By BEN LEFEBVRE
IRVING -- Chevron could make a final investment decision on
the Kitimat LNG project in 2014, a company executive said,
putting a timeline on a project that has already seen
The remark by George Kirkland, head of Chevron's upstream
business, comes as companies in the United States and Canada
race to export the increasing amounts of natural gas being
produced in North America. Recent advances in drilling
techniques have unlocked huge amounts of natural gas from
United States and Canadian shale formations, leading to a
supply glut that has helped drive prices to among the lowest in
the world and attracting customers from Europe and Asia.
Chevron bought a 50% stake in the Kitimat project in a deal
completed in February, becoming an equal partner with Apache.
Apache had originally planned to make a final decision in late
2011 or early 2012 whether to proceed with the project, which would ship liquefied
natural gas from British Columbia, but later suspended that
deadline because of slow progress in finding customers.
Chevron is still trying to line up buyers for the natural
gas it plans to export out of the facility it planned for the
western Canada coast. The company won't approve the project until it has lined up
customers for at least 60% of Kitimat's total 5 MMmt a year of
export capacity, something it expects to happen in 2014, said
"We've have had some discussions with Asian buyers," Mr.
Kirkland said during a call with investors. He declined to name
the companies with which Chevron was negotiating. "It's more
likely to be a 2014 (decision), not late 2013," he said.
Part of the problem is that buyers can shop around before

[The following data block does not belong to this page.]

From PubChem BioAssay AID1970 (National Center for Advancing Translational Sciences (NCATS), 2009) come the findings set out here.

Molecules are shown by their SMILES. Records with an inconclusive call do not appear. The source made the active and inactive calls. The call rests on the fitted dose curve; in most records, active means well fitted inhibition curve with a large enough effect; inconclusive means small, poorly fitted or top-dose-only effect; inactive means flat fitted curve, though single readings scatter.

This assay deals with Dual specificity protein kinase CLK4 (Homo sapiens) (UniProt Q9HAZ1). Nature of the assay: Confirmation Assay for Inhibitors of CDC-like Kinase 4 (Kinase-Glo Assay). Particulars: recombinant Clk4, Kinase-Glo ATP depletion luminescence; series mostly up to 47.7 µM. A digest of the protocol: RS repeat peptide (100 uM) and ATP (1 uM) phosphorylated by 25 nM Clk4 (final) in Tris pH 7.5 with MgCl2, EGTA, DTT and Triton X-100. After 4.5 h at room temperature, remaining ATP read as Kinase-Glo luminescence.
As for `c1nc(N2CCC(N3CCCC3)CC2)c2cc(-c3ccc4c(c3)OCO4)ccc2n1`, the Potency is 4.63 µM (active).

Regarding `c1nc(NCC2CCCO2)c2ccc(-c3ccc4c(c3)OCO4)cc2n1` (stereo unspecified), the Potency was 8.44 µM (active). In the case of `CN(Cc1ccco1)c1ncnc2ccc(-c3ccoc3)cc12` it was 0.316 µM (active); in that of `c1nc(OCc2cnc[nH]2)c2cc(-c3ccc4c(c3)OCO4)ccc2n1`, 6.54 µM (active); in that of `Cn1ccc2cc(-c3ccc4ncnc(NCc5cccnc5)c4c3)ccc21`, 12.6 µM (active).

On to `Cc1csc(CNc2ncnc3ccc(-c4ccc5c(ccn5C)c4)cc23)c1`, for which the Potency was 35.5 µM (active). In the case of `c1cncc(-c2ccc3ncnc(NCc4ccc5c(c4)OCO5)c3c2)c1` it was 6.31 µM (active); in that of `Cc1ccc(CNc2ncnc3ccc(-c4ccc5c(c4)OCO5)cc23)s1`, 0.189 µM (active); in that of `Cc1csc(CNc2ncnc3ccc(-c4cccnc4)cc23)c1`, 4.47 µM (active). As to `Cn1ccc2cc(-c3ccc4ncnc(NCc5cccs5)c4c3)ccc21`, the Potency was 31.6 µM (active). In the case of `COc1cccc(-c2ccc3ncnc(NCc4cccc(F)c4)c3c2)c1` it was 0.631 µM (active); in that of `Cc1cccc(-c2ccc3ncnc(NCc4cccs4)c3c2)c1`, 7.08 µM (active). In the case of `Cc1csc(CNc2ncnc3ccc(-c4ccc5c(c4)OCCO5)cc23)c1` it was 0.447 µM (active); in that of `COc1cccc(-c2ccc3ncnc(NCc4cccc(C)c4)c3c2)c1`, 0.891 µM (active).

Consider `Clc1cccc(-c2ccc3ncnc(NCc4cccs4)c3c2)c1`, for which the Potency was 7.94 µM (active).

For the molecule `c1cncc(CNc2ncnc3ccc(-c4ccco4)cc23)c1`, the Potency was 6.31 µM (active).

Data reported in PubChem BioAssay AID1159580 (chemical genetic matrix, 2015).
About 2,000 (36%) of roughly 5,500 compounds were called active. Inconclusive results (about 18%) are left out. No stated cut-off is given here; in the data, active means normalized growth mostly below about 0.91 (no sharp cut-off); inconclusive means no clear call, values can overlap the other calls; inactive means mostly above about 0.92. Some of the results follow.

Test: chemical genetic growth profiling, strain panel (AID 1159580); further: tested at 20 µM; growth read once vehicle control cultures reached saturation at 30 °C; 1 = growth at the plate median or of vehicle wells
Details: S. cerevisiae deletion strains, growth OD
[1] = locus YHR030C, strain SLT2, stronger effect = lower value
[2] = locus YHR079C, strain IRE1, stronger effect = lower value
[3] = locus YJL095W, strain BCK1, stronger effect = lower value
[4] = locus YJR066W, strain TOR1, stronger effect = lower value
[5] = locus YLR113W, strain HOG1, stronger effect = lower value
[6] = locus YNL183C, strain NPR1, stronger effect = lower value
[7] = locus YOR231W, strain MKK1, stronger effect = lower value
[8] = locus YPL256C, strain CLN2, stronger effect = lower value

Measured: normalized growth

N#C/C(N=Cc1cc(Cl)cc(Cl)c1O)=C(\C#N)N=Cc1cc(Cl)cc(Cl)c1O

committing to contracts, said Fadel Gheit, analyst at
Oppenheimer & Co.
Exxon Mobil and BG Group have each announed plans for
possible LNG export facilities in West Canada, while
other facilities are in different stages
of development throughout North America, Australia and Africa.
"Because of the supply growth in LNG, customers will be able to
drive hard bargains and suppliers must be competitive with
lower prices," Mr. Gheit said.
United States natural gas settled at $3.347 a million
British thermal units, down from $13.69 in July 2008. Cheniere
Energy Partners and other United States LNG export projects
have used the low price based on the price benchmark set at the
Henry Hub distribution facility to attract customers.
"Chevron won't peg prices for the natural gas exported from
Kitimat to the United States Henry Hub benchmark", Mr. Kirkland
said. Instead, it will offer customers equity stakes in the
Kitimat project, which Mr. Kirkland said should be more
attractive to buyers.
"Henry Hub has variability it can go up and down," he said.
"We can get the same or a better situation for a buyer through
their equity participation in the project."
Dows Jones Newswires